The latest to take aim at the EU regarding the pace of MDR implementation were delegations from the USA, Canada and South Korea at the WTO Goods Council meeting on 8/9 July 2019.
According to notes of the meeting: “The EU risks disrupting its US$ 125-billion medical device market and harming patients’ access to medical technologies amid the backlogs and uncertainty arising from the implementation of new regulations”. The US said they were concerned about the insufficient number of notified bodies and the lack of availability of implementing regulations. They urged the EU to delay implementation for three years to allow industries to adapt.
While acknowledging the concerns, the EU responded saying that there are plans for transition mechanisms such as the possibility for manufacturers to use old certificates under previous regulations until May 2024.
In a submission to the WTO Committee on Technical Barriers to Trade dated 18 May 2019 (G/TBT/W/654), the EU said, “There are no grounds for the time being to explore any amendment to the transitional periods of the two Regulations. The EU is fully committed at this stage to ensure that the new system is introduced with no delay, to ensure a higher level of patient protection.”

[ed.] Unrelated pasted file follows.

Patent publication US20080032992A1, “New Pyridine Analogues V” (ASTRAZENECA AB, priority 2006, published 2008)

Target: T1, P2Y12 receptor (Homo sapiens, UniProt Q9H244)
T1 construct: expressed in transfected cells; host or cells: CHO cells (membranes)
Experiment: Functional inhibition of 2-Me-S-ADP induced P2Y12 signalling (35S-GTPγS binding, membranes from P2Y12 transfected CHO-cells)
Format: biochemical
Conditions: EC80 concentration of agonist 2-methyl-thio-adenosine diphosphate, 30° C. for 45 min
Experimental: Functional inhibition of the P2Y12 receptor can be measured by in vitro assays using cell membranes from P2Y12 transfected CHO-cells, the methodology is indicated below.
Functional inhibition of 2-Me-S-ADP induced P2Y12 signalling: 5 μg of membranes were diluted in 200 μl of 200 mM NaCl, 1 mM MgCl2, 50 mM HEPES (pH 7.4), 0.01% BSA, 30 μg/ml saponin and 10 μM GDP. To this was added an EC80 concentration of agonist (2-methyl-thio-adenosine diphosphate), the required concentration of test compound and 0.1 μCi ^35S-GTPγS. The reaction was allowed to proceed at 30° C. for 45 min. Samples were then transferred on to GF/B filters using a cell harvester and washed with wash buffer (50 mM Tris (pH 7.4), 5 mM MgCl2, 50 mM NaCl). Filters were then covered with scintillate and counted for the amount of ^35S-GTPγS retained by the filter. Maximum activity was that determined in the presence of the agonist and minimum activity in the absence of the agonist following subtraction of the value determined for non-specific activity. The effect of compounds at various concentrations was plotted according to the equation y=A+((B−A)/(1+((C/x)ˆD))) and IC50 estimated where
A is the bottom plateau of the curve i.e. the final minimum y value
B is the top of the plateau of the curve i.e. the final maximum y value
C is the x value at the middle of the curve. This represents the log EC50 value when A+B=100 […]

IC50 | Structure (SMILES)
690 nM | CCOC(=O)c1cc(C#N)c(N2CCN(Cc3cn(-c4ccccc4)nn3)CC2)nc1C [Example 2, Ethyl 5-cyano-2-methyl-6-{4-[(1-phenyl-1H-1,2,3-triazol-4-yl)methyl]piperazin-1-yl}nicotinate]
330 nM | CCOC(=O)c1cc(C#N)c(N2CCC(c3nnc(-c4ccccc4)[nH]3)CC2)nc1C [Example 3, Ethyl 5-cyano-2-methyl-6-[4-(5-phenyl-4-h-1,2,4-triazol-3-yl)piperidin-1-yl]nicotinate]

Australia’s TGA also stated that they were aware of concerns over the possibility of insufficient notified bodies being designated by May 2020 and were “monitoring the situation”. TGA recognises CE marking for access to the Australian market.